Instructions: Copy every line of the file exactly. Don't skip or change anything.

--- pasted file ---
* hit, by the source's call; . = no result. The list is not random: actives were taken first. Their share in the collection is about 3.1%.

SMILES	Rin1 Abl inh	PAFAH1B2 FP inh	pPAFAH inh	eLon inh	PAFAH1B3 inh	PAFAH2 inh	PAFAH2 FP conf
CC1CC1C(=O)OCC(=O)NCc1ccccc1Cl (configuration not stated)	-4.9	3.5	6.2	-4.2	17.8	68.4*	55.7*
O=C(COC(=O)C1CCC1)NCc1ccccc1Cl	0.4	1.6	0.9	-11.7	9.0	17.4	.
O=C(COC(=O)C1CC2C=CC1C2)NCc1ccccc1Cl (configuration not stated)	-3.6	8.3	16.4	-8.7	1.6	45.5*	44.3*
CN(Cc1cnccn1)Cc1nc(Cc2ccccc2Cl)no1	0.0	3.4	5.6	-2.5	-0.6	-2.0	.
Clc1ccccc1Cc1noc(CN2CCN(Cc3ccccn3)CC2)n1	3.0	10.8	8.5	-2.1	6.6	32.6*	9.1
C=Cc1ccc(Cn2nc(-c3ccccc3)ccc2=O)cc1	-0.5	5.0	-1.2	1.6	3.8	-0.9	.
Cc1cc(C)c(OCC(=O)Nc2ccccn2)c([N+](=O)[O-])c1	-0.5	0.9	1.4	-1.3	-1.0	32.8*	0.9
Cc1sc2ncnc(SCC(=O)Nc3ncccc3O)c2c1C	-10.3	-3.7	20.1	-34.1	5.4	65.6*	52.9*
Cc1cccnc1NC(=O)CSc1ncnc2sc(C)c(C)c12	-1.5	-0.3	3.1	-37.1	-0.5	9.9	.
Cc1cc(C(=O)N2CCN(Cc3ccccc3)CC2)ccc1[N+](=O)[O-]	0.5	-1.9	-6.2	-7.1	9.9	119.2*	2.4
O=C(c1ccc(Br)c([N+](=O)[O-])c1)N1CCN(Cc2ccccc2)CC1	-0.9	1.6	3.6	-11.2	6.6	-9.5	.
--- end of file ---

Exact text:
* hit, by the source's call; . = no result. The list is not random: actives were taken first. Their share in the collection is about 3.1%.

SMILES	Rin1 Abl inh	PAFAH1B2 FP inh	pPAFAH inh	eLon inh	PAFAH1B3 inh	PAFAH2 inh	PAFAH2 FP conf
CC1CC1C(=O)OCC(=O)NCc1ccccc1Cl (configuration not stated)	-4.9	3.5	6.2	-4.2	17.8	68.4*	55.7*
O=C(COC(=O)C1CCC1)NCc1ccccc1Cl	0.4	1.6	0.9	-11.7	9.0	17.4	.
O=C(COC(=O)C1CC2C=CC1C2)NCc1ccccc1Cl (configuration not stated)	-3.6	8.3	16.4	-8.7	1.6	45.5*	44.3*
CN(Cc1cnccn1)Cc1nc(Cc2ccccc2Cl)no1	0.0	3.4	5.6	-2.5	-0.6	-2.0	.
Clc1ccccc1Cc1noc(CN2CCN(Cc3ccccn3)CC2)n1	3.0	10.8	8.5	-2.1	6.6	32.6*	9.1
C=Cc1ccc(Cn2nc(-c3ccccc3)ccc2=O)cc1	-0.5	5.0	-1.2	1.6	3.8	-0.9	.
Cc1cc(C)c(OCC(=O)Nc2ccccn2)c([N+](=O)[O-])c1	-0.5	0.9	1.4	-1.3	-1.0	32.8*	0.9
Cc1sc2ncnc(SCC(=O)Nc3ncccc3O)c2c1C	-10.3	-3.7	20.1	-34.1	5.4	65.6*	52.9*
Cc1cccnc1NC(=O)CSc1ncnc2sc(C)c(C)c12	-1.5	-0.3	3.1	-37.1	-0.5	9.9	.
Cc1cc(C(=O)N2CCN(Cc3ccccc3)CC2)ccc1[N+](=O)[O-]	0.5	-1.9	-6.2	-7.1	9.9	119.2*	2.4
O=C(c1ccc(Br)c([N+](=O)[O-])c1)N1CCN(Cc2ccccc2)CC1	-0.9	1.6	3.6	-11.2	6.6	-9.5	.